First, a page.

Understanding the "Option Strategy"

Lesson -> What is Bull call Spread


Spread strategies are among the easiest strategies a trader could implement. Spreads can be multi-leg strategies that involve 2 or more options. Multi leg strategies are those that require 2 or more option transactions.

Spread strategies such as the "Bull Call Spread" are best when the outlook on the stock/index you're considering is'moderate', and not 'aggressive. An example of this is a stock's outlook: it could be moderately bullish or mildly bearish.

Below are some scenarios that can make your outlook moderately bullish.

Fundamental perspectiveReliance Industries will announce its Q3 quarterly results. The management's Q2 quarterly guidance shows that the Q3 results will be higher than the Q2 and Q3 last year. But you don't know how many basis points these results will be.And the puzzle's missing part is this.

This is why you can expect the stock market to respond positively to the announcement of the results. The market might have considered the news, however, as the Q2 guidance was already in place. The stock could rise, but only with limited upside.

Technical Perspective- The stock you track has been in a downtrend for some time. It is near the 200-day moving average and a multi-year support. There is a good chance that the stock will rally. You are still not entirely bullish, as the stock is still in an uptrend.

Quantitative Perspective -The stock trades between the 1 and 1.stStandard deviation both ways (+1 SD and -1 SD), showing a consistent mean-reverting behavior. The stock price has fallen sharply to the 2nd place.nd standard deviation. There is no reason for the stock price to fall, so there is a chance it could return to the mean. This makes it a bullish stock. However, it is possible that it could spend more time at the 2ndYour bullish outlook on the stock is limited by your SD before reverting back to mean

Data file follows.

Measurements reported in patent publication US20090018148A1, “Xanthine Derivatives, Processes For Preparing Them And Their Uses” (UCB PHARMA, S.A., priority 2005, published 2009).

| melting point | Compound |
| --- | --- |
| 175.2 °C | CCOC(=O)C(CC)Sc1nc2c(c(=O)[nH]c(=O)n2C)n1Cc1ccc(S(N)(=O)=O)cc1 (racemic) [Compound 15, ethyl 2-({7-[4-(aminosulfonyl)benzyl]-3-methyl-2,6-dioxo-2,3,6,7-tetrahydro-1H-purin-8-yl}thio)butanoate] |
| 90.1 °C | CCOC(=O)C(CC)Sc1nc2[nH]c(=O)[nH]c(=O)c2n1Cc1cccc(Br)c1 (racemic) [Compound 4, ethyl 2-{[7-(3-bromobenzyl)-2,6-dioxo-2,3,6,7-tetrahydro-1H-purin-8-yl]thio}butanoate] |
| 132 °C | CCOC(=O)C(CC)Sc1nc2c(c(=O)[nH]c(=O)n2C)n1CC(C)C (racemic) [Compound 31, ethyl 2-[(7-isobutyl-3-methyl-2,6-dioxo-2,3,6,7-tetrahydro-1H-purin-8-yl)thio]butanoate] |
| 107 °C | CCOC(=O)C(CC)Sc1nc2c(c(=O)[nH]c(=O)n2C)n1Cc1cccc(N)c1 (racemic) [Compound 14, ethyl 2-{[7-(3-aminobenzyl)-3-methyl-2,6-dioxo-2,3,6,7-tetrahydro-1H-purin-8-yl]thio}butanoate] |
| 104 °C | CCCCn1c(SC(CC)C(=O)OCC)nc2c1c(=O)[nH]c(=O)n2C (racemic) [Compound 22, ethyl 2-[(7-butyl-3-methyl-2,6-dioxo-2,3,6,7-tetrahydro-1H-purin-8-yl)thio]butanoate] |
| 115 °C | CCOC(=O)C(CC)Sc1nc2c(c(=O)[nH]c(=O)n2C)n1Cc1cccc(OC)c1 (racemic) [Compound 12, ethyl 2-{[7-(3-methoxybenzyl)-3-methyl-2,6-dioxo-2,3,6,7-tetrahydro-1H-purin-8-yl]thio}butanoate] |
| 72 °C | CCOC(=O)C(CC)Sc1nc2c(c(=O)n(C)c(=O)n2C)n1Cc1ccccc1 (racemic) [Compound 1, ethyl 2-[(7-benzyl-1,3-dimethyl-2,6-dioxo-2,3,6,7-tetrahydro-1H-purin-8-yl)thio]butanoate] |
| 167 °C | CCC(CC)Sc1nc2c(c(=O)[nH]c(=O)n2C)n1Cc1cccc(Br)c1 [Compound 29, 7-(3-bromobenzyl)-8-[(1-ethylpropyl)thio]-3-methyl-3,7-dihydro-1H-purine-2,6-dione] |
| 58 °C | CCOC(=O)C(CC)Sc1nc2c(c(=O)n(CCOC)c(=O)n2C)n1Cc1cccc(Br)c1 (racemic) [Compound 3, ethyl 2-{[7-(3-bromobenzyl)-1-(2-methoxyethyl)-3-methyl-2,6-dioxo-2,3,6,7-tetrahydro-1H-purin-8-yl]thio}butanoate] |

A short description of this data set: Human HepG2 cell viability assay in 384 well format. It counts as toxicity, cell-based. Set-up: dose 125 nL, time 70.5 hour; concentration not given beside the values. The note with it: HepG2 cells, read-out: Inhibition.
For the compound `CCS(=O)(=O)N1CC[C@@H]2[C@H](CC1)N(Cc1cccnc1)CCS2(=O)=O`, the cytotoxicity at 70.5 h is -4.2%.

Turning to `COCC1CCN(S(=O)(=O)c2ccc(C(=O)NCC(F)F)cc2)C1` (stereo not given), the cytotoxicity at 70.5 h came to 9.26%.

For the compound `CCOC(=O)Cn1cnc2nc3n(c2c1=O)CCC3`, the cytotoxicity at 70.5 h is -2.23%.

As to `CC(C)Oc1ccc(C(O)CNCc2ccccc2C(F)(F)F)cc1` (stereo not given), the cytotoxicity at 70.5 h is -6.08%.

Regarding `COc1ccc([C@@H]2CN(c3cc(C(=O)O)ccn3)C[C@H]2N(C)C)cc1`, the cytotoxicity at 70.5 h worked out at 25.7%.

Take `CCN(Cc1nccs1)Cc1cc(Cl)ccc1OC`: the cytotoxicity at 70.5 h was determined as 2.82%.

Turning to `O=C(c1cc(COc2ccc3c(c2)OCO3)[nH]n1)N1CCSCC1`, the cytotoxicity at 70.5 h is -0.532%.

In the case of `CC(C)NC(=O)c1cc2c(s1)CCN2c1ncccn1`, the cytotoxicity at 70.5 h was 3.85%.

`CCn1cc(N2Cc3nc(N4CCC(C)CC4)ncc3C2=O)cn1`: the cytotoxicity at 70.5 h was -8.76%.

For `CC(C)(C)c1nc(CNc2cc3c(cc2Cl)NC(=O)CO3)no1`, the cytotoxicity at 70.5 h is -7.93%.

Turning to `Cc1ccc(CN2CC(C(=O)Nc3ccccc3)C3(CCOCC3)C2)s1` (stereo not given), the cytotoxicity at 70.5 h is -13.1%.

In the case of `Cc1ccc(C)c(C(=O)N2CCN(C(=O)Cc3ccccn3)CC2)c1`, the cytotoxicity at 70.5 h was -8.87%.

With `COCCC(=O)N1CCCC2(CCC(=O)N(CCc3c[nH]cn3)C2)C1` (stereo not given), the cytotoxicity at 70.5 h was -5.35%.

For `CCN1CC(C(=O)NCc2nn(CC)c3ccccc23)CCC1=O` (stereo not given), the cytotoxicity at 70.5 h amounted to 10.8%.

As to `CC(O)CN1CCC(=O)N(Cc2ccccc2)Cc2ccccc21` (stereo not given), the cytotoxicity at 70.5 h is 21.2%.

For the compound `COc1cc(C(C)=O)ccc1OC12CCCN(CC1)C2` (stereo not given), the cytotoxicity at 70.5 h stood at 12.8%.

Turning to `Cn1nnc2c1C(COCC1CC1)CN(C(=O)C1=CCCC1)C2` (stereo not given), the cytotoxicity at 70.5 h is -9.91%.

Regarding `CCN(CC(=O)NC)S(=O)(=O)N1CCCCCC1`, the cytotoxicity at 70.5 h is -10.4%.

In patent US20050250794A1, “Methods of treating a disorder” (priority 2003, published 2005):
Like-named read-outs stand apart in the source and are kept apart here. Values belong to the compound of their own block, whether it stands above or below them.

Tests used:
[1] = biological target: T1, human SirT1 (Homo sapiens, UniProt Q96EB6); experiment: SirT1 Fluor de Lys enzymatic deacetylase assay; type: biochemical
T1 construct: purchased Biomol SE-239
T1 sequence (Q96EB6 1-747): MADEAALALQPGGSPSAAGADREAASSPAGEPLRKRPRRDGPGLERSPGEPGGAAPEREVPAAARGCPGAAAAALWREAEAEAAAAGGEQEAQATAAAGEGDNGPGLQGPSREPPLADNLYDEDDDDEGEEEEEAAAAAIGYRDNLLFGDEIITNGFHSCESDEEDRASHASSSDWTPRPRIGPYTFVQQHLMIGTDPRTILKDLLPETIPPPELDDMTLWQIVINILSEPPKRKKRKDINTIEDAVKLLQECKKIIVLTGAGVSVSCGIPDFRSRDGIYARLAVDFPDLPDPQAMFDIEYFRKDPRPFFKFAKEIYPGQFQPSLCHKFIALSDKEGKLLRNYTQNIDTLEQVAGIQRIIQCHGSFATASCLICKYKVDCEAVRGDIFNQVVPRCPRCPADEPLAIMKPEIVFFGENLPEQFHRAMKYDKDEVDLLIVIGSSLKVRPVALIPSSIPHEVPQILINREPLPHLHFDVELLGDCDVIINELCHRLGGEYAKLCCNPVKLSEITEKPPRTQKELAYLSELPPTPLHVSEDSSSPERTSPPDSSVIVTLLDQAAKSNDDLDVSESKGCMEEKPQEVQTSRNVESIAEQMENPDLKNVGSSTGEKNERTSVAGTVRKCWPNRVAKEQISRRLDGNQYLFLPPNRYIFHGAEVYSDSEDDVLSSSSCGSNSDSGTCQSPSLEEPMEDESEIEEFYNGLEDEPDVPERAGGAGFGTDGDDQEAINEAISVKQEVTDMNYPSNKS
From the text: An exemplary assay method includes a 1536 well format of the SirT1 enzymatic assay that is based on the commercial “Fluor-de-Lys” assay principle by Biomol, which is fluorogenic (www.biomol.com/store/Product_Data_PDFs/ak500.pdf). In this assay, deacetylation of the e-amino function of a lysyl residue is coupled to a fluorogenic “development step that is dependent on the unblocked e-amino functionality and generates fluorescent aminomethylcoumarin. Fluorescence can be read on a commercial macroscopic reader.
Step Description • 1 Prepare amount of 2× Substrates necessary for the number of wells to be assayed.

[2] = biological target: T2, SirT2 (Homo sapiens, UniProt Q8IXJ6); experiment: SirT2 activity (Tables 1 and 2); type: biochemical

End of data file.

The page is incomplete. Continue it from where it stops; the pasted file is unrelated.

This is the point: Your perspective can be developed from any theory (fundamental or technical) and you might find yourself in a moderately bullish stance. This is also true for a moderately bearish stance. You can use a spread strategy to set up options positions in this situation.

  1. Protect yourself against the negative (in the event you are proven wrong)
  2. You can also set a maximum profit.
  3. You can participate in the market at a lower cost as a trade (to cap your profits).

It is possible that the 3 rd point may seem confusing at this stage. We will clarify this after further discussion.

  • LS-IV- strike(Lower) - Value (Intrinsic) 7800CE,(ATM).
  • PP - Premium Paid
  • LS Paymentoff - Lower Strike Compensation
  • HS-IV – Higher strike - Intrinsic value (7900 CE, OTM).
  • PR - Premium Received
  • HS Paymentoff - Higher Strike Compensation

As you can see, the loss is limited to Rs.54 and the profit is limited to 46. We can use the Bull Call Spread to determine the Max loss and Max profit levels.

Bull Call Spread Max Loss = Net Debit Strategy

Net debit =
lower strike's premium paid - Higher strike's premiumm received

Bull Call Spread Max Profit = Spread-Net Debit

This is how the Bull Call Spread payoff diagram looks like.


The payoff diagram should be viewed in three key ways

  1. If Nifty falls below 7800, the strategy will lose money. The loss is limited to Rs.54
  2. When the market closes at 7854 (7800 + 56), the breakeven point (where neither strategy makes a profit nor loses) is reached. The breakeven point for a bull-call spread can be described as follows:Lower Strike + Net Debt
  3. This strategy is profitable if the market moves higher than 7854. However, the maximum profit possible is Rs. 46. That's the difference between the strikes and the net debit.
    1. 7900-7800 = 100
    2. 100 - 54 = 46

You may be asking yourself why someone would decide to use a bull call spread instead of buying a vanilla option. The main reason is the lower strategy cost.

Remember that your outlook is moderately bullish. This means that OTM options are not available to you. You would need to pay Rs.79 option premium to purchase the ATM option. If the market proves you wrong you could lose Rs.79. The cost of the ATM option is reduced to Rs.54 by using a bull call spread. This reduces the overall cost to Rs.79. You also limit your upside as a tradeoff. This is a fair deal, considering that you aren't aggressively bullish about the stock/index.

2.3 - Strike Selection

What would be a reasonable way to define moderately bearish or bullish? Is a move of 5% on Infosys considered moderately bullish? Or should it be 10% or more? What about indexes like Nifty 50 and Bank Nifty? What about mid-cap stocks like Yes Bank, Mindtree and Strides Arcolab? There is clearly no one solution. You can measure the volatility of the stock/index to determine the degree of moderateness.